Polycom is stepping up its telepresence game in an effort to make the conference room more personal and production studio ready.
On Wednesday, Polycom rolled out an addition called EagleEye Director. The idea is that EagleEye Director will couple voice-triangulation, face finding technology and dual cameras to provide a face-to-face experience. The system will make sure that a speaker will always be zoomed and centered.
According to Polycom, EagleEye (right) is designed to transition between individual speakers and capturing an entire room. In a nutshell, Polycom is looking to rid meetings of camera adjustments and remote control hijinks.
EagleEye was the headliner of a desktop telepresence system dubbed HDX 4500, which uses less bandwidth and integrates natively with systems from Microsoft, HP, IBM, Juniper, BroadSoft, Siemens, McAfee and Avaya. EagleEye will have a list price of $8,499 and the HDX will run you $11,999. Polycom also rolled out a portable PC-based telepresence system for SMBs for $49.
The new products highlight how Polycom is gaining momentum. As noted earlier, Polycom has thrived as an independent company has the telepresence market has consolidated. Polycom's first quarter tells the tale. The company handily topped estimates with earnings of $25 million, or 29 cents a share, on revenue of $344 million.
Meanwhile, Polycom raised its outlook for the second quarter. The company projected second quarter revenue of $358 million to $365 million compared to estimates of $351 million. Operating margins are also expected to increase.
Polycom CEO Andrew Miller said on a conference call that partnerships with multiple players---notably Microsoft---are paying off.
Polycom has become the go-to partner of choice. Of course, our deep relationship and partnership with Microsoft around their Lync platform is progressing extremely well and become a significant contributor to our mutual business. With IBM, we received the IBM Lotus Award, due to our innovative Polycom unified collaboration for Lotus SameTime solution. Of course we continue to make gains with Hewlett Packard, Juniper, Siemens, Broadsoft, and our other strategic partners as well. In fact, approximately 23% of Polycom's revenues in Q1 are attributable to our top 7 Polycom open collaboration network partners.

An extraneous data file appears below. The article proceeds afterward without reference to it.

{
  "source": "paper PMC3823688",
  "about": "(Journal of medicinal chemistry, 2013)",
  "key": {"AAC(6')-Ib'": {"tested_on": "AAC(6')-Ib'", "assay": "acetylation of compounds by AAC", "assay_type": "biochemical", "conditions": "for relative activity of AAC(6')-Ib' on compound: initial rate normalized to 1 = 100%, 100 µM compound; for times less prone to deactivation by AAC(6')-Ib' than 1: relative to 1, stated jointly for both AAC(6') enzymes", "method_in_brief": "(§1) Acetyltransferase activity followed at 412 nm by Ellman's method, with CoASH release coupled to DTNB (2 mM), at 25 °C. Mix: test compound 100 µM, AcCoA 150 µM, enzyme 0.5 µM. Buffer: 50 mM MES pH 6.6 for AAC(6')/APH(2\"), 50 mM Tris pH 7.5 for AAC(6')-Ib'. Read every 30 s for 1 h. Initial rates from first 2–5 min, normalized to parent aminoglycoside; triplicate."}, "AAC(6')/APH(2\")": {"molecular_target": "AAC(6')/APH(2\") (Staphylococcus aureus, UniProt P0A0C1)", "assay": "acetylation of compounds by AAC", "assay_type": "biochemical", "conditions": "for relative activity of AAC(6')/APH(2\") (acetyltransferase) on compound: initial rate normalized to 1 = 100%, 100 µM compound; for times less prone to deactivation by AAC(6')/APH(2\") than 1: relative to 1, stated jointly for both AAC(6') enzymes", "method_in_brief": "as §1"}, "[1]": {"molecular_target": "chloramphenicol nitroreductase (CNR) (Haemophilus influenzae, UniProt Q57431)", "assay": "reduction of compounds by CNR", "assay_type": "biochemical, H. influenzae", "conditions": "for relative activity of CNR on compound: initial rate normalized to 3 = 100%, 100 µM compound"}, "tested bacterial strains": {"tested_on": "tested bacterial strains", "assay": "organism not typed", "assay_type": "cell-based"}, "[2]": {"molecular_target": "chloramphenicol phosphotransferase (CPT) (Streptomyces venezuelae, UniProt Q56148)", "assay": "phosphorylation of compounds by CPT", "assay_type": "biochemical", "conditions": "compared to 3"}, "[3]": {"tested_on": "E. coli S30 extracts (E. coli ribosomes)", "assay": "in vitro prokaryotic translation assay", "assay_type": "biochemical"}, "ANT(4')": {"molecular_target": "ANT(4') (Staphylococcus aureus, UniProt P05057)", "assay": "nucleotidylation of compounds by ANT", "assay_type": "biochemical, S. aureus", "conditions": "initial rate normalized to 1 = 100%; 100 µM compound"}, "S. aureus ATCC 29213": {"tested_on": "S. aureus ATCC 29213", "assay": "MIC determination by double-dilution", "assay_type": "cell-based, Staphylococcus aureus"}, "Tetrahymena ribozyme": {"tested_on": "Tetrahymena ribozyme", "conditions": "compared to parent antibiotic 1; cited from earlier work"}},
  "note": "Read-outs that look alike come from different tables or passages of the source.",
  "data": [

Indeed, that partnership strategy seems to be paying off.
Piper Jaffray analyst Troy Jensen said Polycom is doing well playing David to Cisco's Goliath:
We also believe Cisco has frustrated a significant number of video resellers (certification requirements and ordering system snafu) and will likely lead to market share gains for Polycom in Q1, but more importantly, mind share gains with channel partners and the likelihood of better performance throughout 2011.
And this momentum appears to be global. Stifel Nicolaus analyst Sanjiv Wadhwani said:
China now accounts for 11% of total revenues. Polycom now has 42% market share in China, up 10 points from a year ago. India also did well, up 100% y/y and now accounts for 3% of total sales. Japan, despite the tragic events, was up sequentially. In Europe, the new head is continuing to make a good impact, with sales up 1% (despite challenges in that geography). Polycom saw good momentum in Germany, Spain and the Nordic countries (growing 50% y/y at the expense of Tandberg).
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